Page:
# Which one of the following option satisfies (1) and (2)?

Consider the subspaces $$W_1$$ and $$W_2$$ of $$\mathbb R^3$$ given by $$W_1=\{(x,y,z)\in \mathbb R^3: x+y+z=0\}$$ and $$W_2=\{(x,y,z)\in \mathbb R^3:x-y+z=0\}$$. If $$W$$ is a subspace $$\mathbb R^3$$ such that

$$(1) W\cap W_2=span\{(0,1,1)\}$$

$$(2) W\cap W_1 \text{is orthogonal to} W\cap W_2 \text{with respect to the usual innerproduct space of} \mathbb R^3.$$ Then

(A) $$W=span\{(0,1,-1),(0,1,1)\}$$

(B)$$W=span\{(1,0,-1),(0,1,-1)\}$$

(C)$$W=span\{(1,0,-1),(0,1,1)\}$$

(D)$$W=span\{(1,0,-1),(1,0,1)\}$$

Solution:- I done using the method of verification of options. I got the first option as the answer. $$W=span\{(0,1,-1),(0,1,1)\}\implies W=\{(0,x+y,-x+y):x,y \in \mathbb R \}.$$ Consider $$W \cap W_2,$$ then $$0-(x+y)+(-x+y)=0\implies x=0$$ and $$W \cap W_2=span\{(0,1,1)\}$$. Consider $$W \cap W_1,$$ then $$0+(x+y)+(-x+y)=0\implies y=0$$ and $$W \cap W_1=span\{(0,1,-1)\}$$. Hence, satisfies (1) and (2). So option (A) is the correct answer. Luckily first option is the correct answer. Else I have to verify the other options too. Is there any shortest method to solve this problem without verifying options? Please help me. This problem appeared in CSIR 2018 December.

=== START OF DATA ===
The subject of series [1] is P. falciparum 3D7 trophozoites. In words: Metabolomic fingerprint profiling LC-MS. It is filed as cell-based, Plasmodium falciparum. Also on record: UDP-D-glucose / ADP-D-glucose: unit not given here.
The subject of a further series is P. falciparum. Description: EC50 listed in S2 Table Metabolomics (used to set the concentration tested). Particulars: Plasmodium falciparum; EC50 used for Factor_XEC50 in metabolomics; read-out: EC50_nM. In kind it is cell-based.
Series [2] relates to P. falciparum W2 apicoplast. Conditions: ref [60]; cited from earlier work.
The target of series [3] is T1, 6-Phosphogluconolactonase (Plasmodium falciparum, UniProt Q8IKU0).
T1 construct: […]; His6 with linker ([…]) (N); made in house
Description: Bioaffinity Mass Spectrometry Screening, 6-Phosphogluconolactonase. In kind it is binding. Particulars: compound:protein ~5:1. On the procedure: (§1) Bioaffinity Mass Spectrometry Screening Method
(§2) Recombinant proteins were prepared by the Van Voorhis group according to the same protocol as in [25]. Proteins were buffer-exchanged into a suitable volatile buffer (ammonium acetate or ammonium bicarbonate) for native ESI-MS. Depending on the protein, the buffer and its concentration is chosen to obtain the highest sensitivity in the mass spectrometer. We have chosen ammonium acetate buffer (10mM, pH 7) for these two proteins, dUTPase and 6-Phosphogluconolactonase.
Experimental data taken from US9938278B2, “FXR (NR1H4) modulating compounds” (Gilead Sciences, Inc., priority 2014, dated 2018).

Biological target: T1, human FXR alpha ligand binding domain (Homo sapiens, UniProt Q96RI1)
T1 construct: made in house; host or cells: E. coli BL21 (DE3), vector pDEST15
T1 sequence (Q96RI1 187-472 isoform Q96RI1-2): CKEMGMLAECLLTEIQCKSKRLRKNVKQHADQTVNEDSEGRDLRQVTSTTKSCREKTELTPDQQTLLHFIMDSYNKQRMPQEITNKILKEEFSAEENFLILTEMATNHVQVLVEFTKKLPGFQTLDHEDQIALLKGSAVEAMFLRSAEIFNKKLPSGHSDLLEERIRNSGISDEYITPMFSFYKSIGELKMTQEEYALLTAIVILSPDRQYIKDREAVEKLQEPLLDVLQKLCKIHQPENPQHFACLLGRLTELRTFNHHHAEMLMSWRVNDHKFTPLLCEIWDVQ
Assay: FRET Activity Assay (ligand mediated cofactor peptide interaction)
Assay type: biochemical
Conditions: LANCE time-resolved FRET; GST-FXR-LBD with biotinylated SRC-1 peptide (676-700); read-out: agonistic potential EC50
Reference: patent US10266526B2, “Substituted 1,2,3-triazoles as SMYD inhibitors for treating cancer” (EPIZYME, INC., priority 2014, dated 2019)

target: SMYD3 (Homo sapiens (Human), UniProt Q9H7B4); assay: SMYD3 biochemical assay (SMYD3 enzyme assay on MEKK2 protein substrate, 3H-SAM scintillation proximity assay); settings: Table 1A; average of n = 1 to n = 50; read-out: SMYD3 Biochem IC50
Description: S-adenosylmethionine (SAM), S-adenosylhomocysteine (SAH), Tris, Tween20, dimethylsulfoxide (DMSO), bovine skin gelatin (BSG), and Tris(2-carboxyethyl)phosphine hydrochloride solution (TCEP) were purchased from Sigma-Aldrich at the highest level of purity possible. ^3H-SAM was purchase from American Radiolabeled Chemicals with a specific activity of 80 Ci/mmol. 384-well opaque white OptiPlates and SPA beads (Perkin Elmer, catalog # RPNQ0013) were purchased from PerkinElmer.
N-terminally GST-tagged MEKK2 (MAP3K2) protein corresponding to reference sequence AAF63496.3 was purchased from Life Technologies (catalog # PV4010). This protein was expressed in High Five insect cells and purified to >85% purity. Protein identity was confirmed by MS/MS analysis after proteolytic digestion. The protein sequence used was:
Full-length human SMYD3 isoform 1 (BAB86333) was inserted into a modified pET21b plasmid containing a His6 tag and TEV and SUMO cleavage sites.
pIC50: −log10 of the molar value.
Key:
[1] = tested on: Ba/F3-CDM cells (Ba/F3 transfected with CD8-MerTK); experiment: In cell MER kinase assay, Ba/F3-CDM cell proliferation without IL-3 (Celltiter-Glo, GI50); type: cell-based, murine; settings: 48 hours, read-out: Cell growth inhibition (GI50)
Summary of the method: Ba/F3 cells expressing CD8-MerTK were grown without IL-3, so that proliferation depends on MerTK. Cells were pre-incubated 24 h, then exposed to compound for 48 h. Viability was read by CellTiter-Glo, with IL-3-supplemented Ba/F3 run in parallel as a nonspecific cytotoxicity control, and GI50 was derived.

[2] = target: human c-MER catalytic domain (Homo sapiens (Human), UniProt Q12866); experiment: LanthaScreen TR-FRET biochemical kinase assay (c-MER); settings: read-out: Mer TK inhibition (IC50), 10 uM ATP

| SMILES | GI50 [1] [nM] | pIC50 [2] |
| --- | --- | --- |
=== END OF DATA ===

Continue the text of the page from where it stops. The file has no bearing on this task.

• small question: probably you mean $W \cap W_1$ is orthogonal to $W \cap W_2$. – Student Apr 16 '19 at 15:50
• Where is the mistake? – user464147 Apr 17 '19 at 0:36
• Second condition on subsapce W. – Student Apr 17 '19 at 0:41
• Sorry! I will edit it, Than you for pointing my Typo – user464147 Apr 17 '19 at 1:01

If $$V$$ is a finite dimensional vector space and $$U,W$$ are subspaces, then $$\operatorname{dim}(U + W) + \operatorname{dim}(U \cap W) = \operatorname{dim}U + \operatorname{dim}W$$
Apply this to the subspace $$W$$ and $$W_2$$. Because $$\operatorname{dim}(W + W_2)$$ is at least $$2$$ and at most $$3$$ and $$\operatorname{dim}(W \cap W_2) = 1$$, the space $$W$$ is either one dimensional or two dimensional (so a line or a plane).
From condition (1), we know that the vector $$(0,1,1)$$ is inside $$W$$. This vector is not inside $$W_1$$, hence $$W + W_1$$ spans $$\mathbb{R}^3$$.
So assume that $$W$$ is two dimensional, in which case the statement above with the observation that $$W + W_1 = \mathbb{R}^3$$, implies that $$W \cap W_1$$ is one dimensional. It therefore suffices to find one vector orthogonal to $$(0,1,1)$$, which is inside $$W_1$$. This vector is, for example $$(0,1,-1)$$. Since this vector is inside $$W$$, we obtain that $$W$$ is the space given in answer A.
If it is not given that $$W$$ is a two dimensional space, then $$W$$ can be the line determined by the vector $$(0,1,1)$$. This space satisfies both conditions, since $$W \cap W_1$$ is the zerovector in that case (which is orthogonal to all vectors).